After the end of World War II in Europe in May 1945, the Allied war effort moved to the east. The Soviet Union joined the war against Japan at the end of July. On August 6 and 9 the United States dropped the world's first atomic bombs on the Japanese cities of Hiroshima and Nagasaki. The Soviet Union, as part of the Yalta agreement, entered Manchuria and engaged war against Japan on August 9, 1945. On Aug. 14, 1945, the Japanese surrendered.

Chinese civil war and the retreat of Nationalist to Taiwan

After the end of the war in August 1945, the Nationalist Government moved back to Nanjing. With American help, Nationalist troops moved to take the Japanese surrender in North China. The Soviet Union, as part of the Yalta agreement allowing a Soviet sphere of influence in Manchuria, dismantled and removed more than half the industrial equipment left there by the Japanese. The Soviet presence in northeast China enabled the Communists to move in long enough to arm themselves with the equipment surrendered by the withdrawing Japanese army. The problems of rehabilitating the formerly Japanese-occupied areas and of reconstructing the nation from the ravages of a protracted war were staggering. At the end of August an agreement was reached in Chongqing between a CCP delegation and the KMT, but the truce was brief.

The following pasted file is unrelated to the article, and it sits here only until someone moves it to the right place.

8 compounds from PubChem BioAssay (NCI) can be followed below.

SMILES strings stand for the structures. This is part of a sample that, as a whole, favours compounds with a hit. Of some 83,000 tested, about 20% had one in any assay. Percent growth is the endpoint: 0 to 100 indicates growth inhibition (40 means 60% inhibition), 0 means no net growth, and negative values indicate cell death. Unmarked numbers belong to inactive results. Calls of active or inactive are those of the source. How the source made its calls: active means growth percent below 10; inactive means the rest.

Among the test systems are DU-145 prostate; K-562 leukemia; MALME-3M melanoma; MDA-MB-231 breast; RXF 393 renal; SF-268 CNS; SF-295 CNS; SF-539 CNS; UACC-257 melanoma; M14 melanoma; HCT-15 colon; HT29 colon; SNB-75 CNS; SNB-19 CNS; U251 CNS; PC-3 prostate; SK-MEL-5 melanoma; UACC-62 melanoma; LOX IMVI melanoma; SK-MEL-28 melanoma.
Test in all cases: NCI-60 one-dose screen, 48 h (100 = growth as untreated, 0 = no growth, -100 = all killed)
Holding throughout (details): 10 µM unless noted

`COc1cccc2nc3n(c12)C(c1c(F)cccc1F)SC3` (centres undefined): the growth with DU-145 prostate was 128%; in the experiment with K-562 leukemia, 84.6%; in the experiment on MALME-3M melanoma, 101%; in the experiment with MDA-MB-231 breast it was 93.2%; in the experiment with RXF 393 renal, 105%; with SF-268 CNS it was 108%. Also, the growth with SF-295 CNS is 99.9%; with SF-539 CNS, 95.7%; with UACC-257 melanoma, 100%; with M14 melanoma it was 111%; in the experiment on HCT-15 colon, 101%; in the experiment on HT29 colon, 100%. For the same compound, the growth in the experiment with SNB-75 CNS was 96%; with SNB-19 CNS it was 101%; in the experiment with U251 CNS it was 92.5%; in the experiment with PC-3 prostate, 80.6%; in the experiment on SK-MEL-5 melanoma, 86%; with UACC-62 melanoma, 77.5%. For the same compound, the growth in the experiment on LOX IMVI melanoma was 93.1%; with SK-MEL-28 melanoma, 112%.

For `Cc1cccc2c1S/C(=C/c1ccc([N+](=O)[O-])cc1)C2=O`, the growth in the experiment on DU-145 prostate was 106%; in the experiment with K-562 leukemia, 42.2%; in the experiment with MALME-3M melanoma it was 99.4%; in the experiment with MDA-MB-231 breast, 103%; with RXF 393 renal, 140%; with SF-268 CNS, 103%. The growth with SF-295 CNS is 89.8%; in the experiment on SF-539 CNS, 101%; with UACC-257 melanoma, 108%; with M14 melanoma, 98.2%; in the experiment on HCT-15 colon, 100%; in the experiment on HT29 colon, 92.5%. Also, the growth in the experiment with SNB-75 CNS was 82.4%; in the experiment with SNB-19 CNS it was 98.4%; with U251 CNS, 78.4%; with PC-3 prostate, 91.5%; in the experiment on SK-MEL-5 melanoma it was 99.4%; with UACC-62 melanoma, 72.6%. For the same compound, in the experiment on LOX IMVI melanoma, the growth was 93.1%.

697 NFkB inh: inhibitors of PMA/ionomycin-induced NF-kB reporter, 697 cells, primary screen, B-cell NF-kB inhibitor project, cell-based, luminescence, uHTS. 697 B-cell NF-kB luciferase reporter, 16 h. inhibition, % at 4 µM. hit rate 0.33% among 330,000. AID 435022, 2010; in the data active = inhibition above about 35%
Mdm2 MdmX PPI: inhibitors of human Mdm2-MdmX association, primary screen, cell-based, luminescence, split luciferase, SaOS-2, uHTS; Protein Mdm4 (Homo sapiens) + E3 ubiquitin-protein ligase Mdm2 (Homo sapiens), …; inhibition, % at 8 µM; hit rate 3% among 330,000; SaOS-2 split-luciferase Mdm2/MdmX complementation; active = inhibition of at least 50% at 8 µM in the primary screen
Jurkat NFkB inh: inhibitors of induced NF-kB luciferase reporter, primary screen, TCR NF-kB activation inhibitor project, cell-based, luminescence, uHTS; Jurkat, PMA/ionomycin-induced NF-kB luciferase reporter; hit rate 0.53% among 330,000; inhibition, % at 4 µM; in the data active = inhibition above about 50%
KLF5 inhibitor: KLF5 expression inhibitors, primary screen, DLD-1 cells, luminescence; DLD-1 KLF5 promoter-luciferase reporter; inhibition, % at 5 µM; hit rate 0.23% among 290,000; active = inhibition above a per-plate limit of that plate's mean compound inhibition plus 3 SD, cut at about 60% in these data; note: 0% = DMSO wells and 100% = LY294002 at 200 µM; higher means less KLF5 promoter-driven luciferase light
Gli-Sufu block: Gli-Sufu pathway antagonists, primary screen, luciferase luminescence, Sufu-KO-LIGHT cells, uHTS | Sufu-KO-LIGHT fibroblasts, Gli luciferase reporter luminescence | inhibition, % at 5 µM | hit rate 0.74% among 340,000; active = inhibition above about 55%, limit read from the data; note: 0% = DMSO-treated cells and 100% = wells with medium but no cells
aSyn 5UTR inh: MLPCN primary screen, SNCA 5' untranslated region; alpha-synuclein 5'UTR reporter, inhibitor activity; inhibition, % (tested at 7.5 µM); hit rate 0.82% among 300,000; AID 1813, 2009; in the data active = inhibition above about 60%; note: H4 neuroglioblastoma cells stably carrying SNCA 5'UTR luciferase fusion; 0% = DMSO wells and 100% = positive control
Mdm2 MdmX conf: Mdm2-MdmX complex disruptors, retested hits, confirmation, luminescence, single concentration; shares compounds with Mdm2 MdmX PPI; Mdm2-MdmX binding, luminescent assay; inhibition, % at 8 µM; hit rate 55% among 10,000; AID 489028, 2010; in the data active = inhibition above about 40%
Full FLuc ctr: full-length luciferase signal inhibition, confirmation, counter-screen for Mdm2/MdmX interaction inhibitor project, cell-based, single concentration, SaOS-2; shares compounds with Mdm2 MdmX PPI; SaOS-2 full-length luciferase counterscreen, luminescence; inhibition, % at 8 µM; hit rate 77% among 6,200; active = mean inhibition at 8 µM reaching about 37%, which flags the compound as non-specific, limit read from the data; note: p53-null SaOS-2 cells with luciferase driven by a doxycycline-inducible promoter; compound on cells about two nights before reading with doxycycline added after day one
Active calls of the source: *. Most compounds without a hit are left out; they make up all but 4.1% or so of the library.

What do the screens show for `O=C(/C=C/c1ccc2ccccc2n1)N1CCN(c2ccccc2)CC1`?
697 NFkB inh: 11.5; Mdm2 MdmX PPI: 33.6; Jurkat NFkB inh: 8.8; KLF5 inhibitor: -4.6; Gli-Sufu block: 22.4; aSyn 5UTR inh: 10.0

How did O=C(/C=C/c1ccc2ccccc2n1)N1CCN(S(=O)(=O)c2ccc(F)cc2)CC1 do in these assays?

The short and decisive civil war that followed was resolved in two main places: Manchuria and the Huai River area. Despite a massive airlift of KMT forces by the United States, Manchuria was lost in October 1948 after 300,000 KMT forces surrendered to the CCP. By the end of 1948 the KMT had lost over half a million men. In April 1949 the Communists moved south of the Yangtze.

After the fall of Nanjing and Shanghai, KMT resistance evaporated. By the autumn, the Communists had taken all mainland territories except Tibet. Chiang Kai-shek and a number of his associates, refugees fled to the island of Taiwan, where they set up what they claimed was the rightful government of China.


Source:Paul Halsall/Brooklyn College/1996-99